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Earth’s Structure View of Earth from moon. We know what the surface of the Earth looks like. What does the inside look like?

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Presentation on theme: "Earth’s Structure View of Earth from moon. We know what the surface of the Earth looks like. What does the inside look like?"— Presentation transcript:

1 Earth’s Structure View of Earth from moon. We know what the surface of the Earth looks like. What does the inside look like?

2 Origin of the Earth Meteors and Asteroids bombarded the Earth
Gravitational compression Our early Earth grew from a barrage of extraterrestrial impacts, increasing in mass over time. In the early stages of planetary accretion, the Earth was much less compact that it is today. The accretionary process led to an even greater gravitational attraction. Gravitational energy converted into heat. Radioactive elements are unstable, and over time become more stable. Radioactive decay processes releases heat. U-238 to Pb Initial accretion led to a homogeneous sphere that eventually became density stratified with the heavier iron and nickel sinking to the center of the earth, and the lighter silicates (rocky) floated to the top. Density Stratified planet

3 Earth’s Interior Core Mantle Crust dense Iron and Nickel
Inner Core - solid Outer Core - liquid Mantle Less dense than core Iron and Magnesium silicates Mostly solid Upper mantle is partially molten Core – composed of two parts. The core is very dense and composed mostly of Iron and Nickel. The inner core is solid. This is because there is so much pressure exerted that it can only exist in the solid form. The outer core is liquid iron and nickel. Again, it is very dense but because it is in its liquid form it is less dense than solid and forms the outer core. Mantle is composed of Iron and Magnesium silicates (Si + O). It is mostly solid, but the uppermost part of the mantle is partially molten (slush – where you do have liquid and solid mixed). Now, this is very important in plate tectonics. Crust –This is the outermost layer. It is very thin and rigid. Rigid means that it is a solid. If you can imagine an apple. It would have the thickness of the skin of an apple. There is two types of crust – continental crust and oceanic crust. Important notes: Thin crust + uppermost mantle is rigid. This forms the “lithospheric plates”. partially molten mantle acts as a lubricant. This enables the plates to move freely along the surface of the Earth. Crust Outermost layer Very thin and rigid Continental – granite Density = 2.8 g/cm3 Oceanic – basalt Density = 3.0 g/cm3

4 Evidence of Internal Structure
Granite Basalt Density calculate density of Earth Speculate on probable compositions Meteorites Use composition and age to determine composition and age of Earth By calculation, the Earth’s density is 5.8 gm/cm3. In the Sierras, composed mostly of granite, represents the thin part of Earth’s interior, i.e. skin of an apple. If you calculate the Earth’s surface using granite, it comes to 2.8 gm/cm3. What is this telling us? There are heavier rocks in the Earth. We know the age of the earth is 4.6 Ga. People who study meteorites determined their age to be about 4.5 Ga – same as Earth. Meteorites are composed of Iron and Nickel. It is hypothesized the Earth’s interior is composed of the same elements. P-waves travel 4x faster than S-waves and also travel through different material. These also give us some clue on the properties of the Earth’s interior. Seismic waves Travel times and direction give indication of internal structure of Earth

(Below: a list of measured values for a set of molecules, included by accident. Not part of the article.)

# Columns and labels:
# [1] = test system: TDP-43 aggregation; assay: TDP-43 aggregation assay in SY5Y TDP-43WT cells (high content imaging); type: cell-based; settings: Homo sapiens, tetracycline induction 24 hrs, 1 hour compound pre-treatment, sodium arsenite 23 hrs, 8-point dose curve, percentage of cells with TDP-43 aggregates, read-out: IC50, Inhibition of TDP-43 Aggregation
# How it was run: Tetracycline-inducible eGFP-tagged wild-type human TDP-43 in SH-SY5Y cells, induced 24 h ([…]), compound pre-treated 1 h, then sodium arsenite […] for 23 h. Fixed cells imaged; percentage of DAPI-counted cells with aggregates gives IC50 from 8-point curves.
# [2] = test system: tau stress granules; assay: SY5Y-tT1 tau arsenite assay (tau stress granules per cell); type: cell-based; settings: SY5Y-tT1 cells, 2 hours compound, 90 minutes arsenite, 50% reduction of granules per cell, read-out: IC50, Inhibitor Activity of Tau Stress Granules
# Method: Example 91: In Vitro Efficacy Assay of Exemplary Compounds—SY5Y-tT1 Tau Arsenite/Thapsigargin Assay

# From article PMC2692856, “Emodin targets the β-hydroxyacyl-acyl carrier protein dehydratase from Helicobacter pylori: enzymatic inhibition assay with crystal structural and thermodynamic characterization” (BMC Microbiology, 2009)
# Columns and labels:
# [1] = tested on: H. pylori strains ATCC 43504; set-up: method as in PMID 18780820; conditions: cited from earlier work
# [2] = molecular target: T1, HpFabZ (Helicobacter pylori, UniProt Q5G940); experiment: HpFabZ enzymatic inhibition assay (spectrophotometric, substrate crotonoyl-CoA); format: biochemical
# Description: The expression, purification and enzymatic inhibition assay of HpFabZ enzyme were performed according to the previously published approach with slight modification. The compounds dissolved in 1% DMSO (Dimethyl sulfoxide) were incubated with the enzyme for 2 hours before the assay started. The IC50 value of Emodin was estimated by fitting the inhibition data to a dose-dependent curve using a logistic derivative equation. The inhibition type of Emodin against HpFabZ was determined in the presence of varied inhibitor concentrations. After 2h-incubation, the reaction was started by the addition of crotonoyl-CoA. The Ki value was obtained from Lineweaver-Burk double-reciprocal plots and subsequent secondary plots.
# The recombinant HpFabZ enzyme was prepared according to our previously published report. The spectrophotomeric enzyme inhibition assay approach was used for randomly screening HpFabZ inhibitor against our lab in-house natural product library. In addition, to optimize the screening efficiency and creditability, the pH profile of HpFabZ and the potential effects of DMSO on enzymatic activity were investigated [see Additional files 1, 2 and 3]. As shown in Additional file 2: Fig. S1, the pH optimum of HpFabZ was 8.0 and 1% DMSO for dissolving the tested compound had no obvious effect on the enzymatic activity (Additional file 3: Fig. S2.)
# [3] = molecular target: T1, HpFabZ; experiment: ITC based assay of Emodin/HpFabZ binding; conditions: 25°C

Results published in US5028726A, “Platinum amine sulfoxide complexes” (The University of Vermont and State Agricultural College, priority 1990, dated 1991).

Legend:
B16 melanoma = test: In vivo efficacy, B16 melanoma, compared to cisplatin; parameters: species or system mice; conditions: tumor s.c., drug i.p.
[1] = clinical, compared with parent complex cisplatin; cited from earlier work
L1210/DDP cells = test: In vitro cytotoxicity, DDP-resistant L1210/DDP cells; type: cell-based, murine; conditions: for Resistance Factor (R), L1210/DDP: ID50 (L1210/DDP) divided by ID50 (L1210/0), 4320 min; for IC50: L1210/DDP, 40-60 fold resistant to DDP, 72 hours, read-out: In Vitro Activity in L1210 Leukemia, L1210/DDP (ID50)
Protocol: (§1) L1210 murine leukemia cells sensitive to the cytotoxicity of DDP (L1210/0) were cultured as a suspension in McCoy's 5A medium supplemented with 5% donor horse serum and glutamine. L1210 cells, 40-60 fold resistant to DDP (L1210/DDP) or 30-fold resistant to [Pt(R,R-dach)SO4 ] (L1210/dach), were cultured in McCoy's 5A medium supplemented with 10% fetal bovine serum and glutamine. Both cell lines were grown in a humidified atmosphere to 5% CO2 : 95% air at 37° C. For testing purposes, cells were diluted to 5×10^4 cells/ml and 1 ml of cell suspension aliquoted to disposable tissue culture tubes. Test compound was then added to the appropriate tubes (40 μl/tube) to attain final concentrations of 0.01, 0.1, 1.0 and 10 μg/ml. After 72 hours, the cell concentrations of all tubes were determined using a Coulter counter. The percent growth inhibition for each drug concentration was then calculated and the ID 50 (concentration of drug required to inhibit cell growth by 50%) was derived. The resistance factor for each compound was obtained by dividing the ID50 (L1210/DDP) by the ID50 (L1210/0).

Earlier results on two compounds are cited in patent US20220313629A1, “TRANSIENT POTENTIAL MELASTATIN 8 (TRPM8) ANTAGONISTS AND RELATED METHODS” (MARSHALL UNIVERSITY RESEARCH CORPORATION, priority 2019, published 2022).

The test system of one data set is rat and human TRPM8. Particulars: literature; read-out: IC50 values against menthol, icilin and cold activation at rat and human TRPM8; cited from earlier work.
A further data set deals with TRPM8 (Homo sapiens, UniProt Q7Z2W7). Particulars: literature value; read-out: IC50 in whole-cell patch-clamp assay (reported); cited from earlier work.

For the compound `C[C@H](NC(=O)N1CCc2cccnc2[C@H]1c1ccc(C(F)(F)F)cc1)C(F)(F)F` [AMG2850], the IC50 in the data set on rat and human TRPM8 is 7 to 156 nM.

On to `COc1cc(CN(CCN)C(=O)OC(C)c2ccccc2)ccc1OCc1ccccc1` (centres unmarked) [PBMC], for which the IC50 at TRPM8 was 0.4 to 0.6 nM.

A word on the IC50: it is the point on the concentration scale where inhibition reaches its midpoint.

5 Types of Seismic Waves P waves S waves Primary waves
Push and pull movement Travel fastest (~ 6 km/sec) Travel thru solids and liquids S waves Secondary waves Move side-to-side Slower (~ 4 km/sec) Travel thru solids only

6 Seismic Waves Through Earth
Scientists use waves generated by earthquakes to determine the Earth’s interior. that the outer core of the earth is liquid. Earthquakes generate P-waves and S-waves within the earth. Shadows occur on the opposite side of the earth from the earthquake epicenter because the outer core reflects S-waves, and bends P-waves. S-waves are reflected because they cannot travel through liquids, and they cast a larger shadow than the bent P-waves. Geologists and seismologists determined the size of the outer core by using the 154-degree arc of the S-wave shadow and measurements taken on the surface of the earth.

7 Lithosphere Consists of continental, oceanic and upper part of mantle
Continents composed of granite-type rock, quartz and feldspar minerals, density+2.8g/cm3 Oceanic crust formed of basalt; basalt rich in iron/magnesium minerals, density+3.0 g/cm3 Why do continents sit higher than ocean basins? It is their composition and density. Continent = Quartz (SiO2) and Feldspars (K, Ca, Na, Al, SiO2). These are light elements. Ocean = Basalt (Fe and Mg). These are heavier elements. Asthenosphere is partially molten. It forms a lubricant to allow plates to move. Lithosphere is rigid layer of crust and mantle overlying partially-molten asthenosphere

8 Continental Drift Evidence
Researchers noted geographic fit of continents e.g. Africa and S. America Atlantic formed by separation of Africa from S. America Seuss, 1885, proposed super continent by studying fossils, rocks, mountains Wegener and Taylor, early 1900’s, proposed continental drift and Pangaea Seuss hypothesized a super continent “Pangaea” surrounded by oceans. Evidence supporting the idea that the continents had drifted. Geographic fit of continents Fossils Mountains Glaciation

9 Continental Drift Geographic Fit
About 210 Ma, Pangaea began to break apart. Continents seem to fit together like pieces of a puzzle

10 Continental Drift Fossils
Studies were done on land animals that could not swim. Once continents split, evolution occurs. Organisms begin to differentiate. Climate is different, food sources are different, predators are different. Similar distribution of fossils such as the Mesosaurus